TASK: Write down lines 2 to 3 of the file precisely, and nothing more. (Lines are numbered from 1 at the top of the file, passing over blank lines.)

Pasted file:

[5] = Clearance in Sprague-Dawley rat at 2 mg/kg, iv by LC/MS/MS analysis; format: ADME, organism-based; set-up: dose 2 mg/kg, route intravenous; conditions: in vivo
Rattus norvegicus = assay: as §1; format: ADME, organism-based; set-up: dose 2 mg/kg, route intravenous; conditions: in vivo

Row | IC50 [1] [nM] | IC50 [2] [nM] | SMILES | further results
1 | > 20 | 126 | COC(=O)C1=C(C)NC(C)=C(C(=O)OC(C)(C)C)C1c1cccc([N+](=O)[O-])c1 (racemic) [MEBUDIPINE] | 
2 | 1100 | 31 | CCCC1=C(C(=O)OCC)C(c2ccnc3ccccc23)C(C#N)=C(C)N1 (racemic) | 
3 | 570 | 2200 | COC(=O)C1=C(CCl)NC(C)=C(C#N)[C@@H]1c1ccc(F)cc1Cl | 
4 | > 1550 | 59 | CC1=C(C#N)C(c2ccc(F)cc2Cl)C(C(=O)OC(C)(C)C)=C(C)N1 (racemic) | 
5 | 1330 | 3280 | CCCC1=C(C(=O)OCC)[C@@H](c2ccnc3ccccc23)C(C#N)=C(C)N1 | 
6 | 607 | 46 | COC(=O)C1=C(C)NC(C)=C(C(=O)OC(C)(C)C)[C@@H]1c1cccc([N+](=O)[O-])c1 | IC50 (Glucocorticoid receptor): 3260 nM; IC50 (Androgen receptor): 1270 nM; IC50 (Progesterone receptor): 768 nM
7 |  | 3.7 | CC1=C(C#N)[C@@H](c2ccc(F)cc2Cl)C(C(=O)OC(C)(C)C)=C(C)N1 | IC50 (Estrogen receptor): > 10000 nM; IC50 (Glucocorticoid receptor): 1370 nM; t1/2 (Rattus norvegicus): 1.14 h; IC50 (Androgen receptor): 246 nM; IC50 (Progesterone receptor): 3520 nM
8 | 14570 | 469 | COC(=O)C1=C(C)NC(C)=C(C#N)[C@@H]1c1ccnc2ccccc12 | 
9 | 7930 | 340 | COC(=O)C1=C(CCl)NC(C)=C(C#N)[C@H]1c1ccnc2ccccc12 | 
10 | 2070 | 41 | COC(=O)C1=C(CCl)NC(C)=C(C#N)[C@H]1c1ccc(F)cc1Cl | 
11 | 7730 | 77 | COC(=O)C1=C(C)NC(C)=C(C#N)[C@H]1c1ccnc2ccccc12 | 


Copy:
Rattus norvegicus = assay: as §1; format: ADME, organism-based; set-up: dose 2 mg/kg, route intravenous; conditions: in vivo

Row | IC50 [1] [nM] | IC50 [2] [nM] | SMILES | further results